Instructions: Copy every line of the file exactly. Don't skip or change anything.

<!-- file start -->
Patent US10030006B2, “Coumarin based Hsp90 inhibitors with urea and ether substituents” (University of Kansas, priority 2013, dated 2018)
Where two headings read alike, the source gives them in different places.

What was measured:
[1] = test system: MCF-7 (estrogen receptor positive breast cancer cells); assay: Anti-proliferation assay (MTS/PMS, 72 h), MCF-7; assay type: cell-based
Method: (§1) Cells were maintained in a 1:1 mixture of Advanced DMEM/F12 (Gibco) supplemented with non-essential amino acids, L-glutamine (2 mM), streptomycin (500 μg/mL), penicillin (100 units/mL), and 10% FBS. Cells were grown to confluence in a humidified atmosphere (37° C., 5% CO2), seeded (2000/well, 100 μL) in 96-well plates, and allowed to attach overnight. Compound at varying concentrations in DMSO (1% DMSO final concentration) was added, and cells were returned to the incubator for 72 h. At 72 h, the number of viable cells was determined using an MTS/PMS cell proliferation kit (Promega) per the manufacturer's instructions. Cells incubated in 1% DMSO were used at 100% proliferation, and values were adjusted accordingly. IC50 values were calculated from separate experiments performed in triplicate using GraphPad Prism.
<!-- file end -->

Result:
Patent US10030006B2, “Coumarin based Hsp90 inhibitors with urea and ether substituents” (University of Kansas, priority 2013, dated 2018)
Where two headings read alike, the source gives them in different places.

What was measured:
[1] = test system: MCF-7 (estrogen receptor positive breast cancer cells); assay: Anti-proliferation assay (MTS/PMS, 72 h), MCF-7; assay type: cell-based
Method: (§1) Cells were maintained in a 1:1 mixture of Advanced DMEM/F12 (Gibco) supplemented with non-essential amino acids, L-glutamine (2 mM), streptomycin (500 μg/mL), penicillin (100 units/mL), and 10% FBS. Cells were grown to confluence in a humidified atmosphere (37° C., 5% CO2), seeded (2000/well, 100 μL) in 96-well plates, and allowed to attach overnight. Compound at varying concentrations in DMSO (1% DMSO final concentration) was added, and cells were returned to the incubator for 72 h. At 72 h, the number of viable cells was determined using an MTS/PMS cell proliferation kit (Promega) per the manufacturer's instructions. Cells incubated in 1% DMSO were used at 100% proliferation, and values were adjusted accordingly. IC50 values were calculated from separate experiments performed in triplicate using GraphPad Prism.